Friday, November 6, 2009

Judy, Judy, Judy

Today's word: oreodont.  Definition: Any of various extinct sheep-sized ruminant artiodactyls of the family Merycoidodontidae, widespread during part of the Tertiary in North America.

Cross-referenced sub-definition for those of us who understood nothing after sheep-sized:  artiodactyl means a hoofed mammal that has an even number of toes on each foot.

I'm was trying not to get hung up on the "oreo" part of this word, since I dwelled on doughnuts in my last post, but I've really been on a kick lately with "milk's favorite cookie."  Oreos hold a special place in my heart, largely because I spent every Saturday morning as a kid with a huge stack of them, a cold glass of milk, and Muppet Babies on TV.  

I'm a bit of an Oreo purist -- I don't do double stuff or mint or peanut butter or golden or whatever the hell else they have out on the market these days.  I like 'em simple and I like 'em a little soggy, and I especially like 'em in ice cream.  Every time I go to Dairy Queen, I intend to try something new, and inevitably I walk out with an Oreo Blizzard.  If I could have one of those and a mocha frappuccino every day, I'd be in heaven. I'd be 400 lbs. and broke, but I'd be in heaven.

So there's the first part of "oreodont," but I should probably address what it means.  I don't know much about sheep, other than I've heard they're super dumb and just will not stop screaming, despite rigorous analysis by institutionalized cannibalistic psychopaths.

But my first memory is actually of a sheep, a stuffed lamb that someone gave to my sister when she was born.  It might have been the fact that she was ill that cemented this memory in my head, because I also remember the little oxygen tent and standing on our driveway when my dad came home from the hospital.  Is 2 years 11 months too young to have a memory?  

In any case, getting a sister seems like as good a time as any to start remembering things, although I don't recall walking into her room while she was sleeping and flipping on the light in protest.  Evidently I was quite the little shit those first few months. Apparently I told my mother I was going to lock myself in my bedroom until I got a brother.  I would still be there.

The story my family and friends love to tell about me, and the one I will share with you now, involves me wanting, and I quote, "a little black baby named Judy."  I don't know where I got this idea, but according to my parents, when anyone asked them what our new family addition was going to be, I responded with this phrase. This declaration must have seemed perfectly reasonable to me, and I proclaimed it joyfully to whoever would listen.  (I talked early and coherently ... and I talked a lot. I'm quite sure I'm getting several motormouthed offspring in retribution.)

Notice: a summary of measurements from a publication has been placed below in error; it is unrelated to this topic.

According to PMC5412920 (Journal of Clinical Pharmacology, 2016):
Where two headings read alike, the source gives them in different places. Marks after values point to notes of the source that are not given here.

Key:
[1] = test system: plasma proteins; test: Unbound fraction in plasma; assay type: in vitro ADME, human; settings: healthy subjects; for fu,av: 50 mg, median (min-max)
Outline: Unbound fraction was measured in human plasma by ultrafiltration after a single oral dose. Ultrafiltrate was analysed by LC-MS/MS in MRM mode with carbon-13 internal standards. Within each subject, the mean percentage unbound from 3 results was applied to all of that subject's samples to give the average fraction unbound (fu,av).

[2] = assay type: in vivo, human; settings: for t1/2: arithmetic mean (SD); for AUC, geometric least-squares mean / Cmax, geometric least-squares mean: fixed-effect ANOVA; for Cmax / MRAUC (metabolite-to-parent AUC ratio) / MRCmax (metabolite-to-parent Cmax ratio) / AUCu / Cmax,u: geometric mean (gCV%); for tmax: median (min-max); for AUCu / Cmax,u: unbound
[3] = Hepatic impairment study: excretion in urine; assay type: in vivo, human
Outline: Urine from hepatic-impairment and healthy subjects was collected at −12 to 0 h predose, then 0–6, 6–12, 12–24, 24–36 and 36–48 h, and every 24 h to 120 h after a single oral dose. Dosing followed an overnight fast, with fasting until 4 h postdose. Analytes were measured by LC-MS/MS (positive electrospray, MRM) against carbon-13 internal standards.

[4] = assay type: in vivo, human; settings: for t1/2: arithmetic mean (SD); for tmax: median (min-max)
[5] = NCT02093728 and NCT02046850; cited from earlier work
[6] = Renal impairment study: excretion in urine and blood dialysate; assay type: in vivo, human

But alas, when delivery day arrived, out popped yet another white kid of German-Russian heritage, to be named not Judy but Meghan and who would never sprout an afro.  I, on the other hand, would rock the 'fro from second grade until seventh, courtesy of bad perms.

I'm not sure this dream of mine has completely died, however, since I've always wanted to adopt children and would be delighted if they were of a different ethnicity.  And I'm not alone.  I was recently talking with a friend about how beautiful multi-racial kids are, and she confessed that she's always wanted an African-American baby ... with apologies to her husband, who is as white as she is. Since they plan to conceive the old-fashioned way, I asked her husband what he planned to do about that.  His reply: "Work late?"
I don't think my dad spent too many neglectful nights at the office, judging by the fact that my sister looks just like him, and I look just like my mom.  My sister and I look nothing like each other, and though I've always been curious about how it would feel to be instantly recognizable as siblings, I've never truly lamented the fact that we each have our separate identities. (I've also never held a grudge against her skin color, which would have been an instant conversation-starter for awhile there.)

In the end, what binds us together isn't eye color or bone structure -- it's knowing someone who's known you since the beginning, the person you made your first memories with. Mine started with a lamb.


The Warden Family said...

"A little black baby named Judy" I can't believe that I didn't know this story. That is hilarious. Especially from a young girl in rural South Dakota. I'm trying to think of how many African Americans lived in Milbank during our time. Any?

Pearl said...

I remember, growing up in central and northern Minnesota in the 60s, thinking how exotic black people were and how I would've given anything to be one, to never have to be so pale... :-)